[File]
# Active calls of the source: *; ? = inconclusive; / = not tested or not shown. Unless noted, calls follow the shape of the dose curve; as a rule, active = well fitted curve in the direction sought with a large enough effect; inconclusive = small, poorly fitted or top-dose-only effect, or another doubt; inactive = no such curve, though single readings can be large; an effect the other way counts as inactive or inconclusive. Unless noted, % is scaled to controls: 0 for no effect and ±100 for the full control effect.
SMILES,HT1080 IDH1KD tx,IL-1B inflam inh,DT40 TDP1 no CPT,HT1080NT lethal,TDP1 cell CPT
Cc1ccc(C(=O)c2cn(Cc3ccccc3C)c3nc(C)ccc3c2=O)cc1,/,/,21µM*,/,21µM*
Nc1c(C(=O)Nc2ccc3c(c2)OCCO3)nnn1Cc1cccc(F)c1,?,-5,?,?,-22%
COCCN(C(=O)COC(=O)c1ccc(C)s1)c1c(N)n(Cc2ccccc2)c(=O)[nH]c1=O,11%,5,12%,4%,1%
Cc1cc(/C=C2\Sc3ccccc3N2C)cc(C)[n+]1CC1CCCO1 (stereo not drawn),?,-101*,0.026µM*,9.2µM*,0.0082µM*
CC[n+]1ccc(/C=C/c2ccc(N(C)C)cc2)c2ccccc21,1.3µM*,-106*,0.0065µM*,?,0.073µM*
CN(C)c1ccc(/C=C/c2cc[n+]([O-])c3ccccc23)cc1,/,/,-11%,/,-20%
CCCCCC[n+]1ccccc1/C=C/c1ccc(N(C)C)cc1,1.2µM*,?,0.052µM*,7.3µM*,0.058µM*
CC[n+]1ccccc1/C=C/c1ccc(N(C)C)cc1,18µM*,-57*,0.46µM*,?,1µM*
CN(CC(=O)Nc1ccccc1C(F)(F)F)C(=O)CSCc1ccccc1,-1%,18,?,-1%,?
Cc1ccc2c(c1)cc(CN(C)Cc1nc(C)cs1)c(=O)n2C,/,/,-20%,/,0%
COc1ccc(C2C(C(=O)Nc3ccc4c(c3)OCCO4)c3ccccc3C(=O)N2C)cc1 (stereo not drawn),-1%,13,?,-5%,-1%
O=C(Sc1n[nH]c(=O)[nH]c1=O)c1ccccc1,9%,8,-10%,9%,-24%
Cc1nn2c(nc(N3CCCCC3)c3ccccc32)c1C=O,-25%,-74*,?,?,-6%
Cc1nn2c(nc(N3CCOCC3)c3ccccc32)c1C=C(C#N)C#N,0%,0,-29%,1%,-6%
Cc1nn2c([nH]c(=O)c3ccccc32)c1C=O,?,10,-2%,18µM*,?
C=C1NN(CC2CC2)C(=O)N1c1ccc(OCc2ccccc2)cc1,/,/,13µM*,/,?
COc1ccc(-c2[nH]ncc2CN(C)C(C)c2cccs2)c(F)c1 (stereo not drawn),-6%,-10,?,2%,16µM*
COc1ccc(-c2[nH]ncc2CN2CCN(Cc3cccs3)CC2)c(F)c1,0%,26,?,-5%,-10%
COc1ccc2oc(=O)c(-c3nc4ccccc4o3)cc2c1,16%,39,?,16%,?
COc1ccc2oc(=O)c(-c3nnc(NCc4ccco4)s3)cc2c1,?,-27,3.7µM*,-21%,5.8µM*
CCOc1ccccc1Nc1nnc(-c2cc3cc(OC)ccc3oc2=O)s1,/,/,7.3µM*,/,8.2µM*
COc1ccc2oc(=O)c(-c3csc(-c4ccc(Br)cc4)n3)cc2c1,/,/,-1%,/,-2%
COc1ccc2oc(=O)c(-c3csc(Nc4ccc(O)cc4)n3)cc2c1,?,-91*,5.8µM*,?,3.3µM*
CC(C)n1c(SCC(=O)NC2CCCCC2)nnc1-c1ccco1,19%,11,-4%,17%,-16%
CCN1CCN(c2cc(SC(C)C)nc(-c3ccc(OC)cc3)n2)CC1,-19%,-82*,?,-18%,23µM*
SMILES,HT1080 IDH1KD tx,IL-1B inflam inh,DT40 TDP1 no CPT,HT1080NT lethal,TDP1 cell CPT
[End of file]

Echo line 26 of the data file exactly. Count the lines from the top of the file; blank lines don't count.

CC(C)n1c(SCC(=O)NC2CCCCC2)nnc1-c1ccco1,19%,11,-4%,17%,-16%